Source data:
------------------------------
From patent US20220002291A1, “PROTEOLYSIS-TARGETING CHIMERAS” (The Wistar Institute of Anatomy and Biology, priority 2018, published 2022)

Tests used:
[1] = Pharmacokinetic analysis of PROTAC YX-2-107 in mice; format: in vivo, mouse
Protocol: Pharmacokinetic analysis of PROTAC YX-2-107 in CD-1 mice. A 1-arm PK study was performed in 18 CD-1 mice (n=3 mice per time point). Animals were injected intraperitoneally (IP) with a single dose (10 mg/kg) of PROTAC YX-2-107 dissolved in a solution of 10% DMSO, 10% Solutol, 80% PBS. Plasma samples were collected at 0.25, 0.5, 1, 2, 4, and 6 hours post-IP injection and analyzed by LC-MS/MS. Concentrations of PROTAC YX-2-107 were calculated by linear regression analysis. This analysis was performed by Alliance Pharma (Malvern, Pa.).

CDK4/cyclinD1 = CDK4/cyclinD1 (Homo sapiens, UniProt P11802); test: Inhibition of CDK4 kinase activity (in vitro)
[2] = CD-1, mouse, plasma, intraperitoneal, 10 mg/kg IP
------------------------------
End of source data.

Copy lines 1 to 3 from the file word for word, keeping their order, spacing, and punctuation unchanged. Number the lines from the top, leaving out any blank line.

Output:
From patent US20220002291A1, “PROTEOLYSIS-TARGETING CHIMERAS” (The Wistar Institute of Anatomy and Biology, priority 2018, published 2022)

Tests used:
[1] = Pharmacokinetic analysis of PROTAC YX-2-107 in mice; format: in vivo, mouse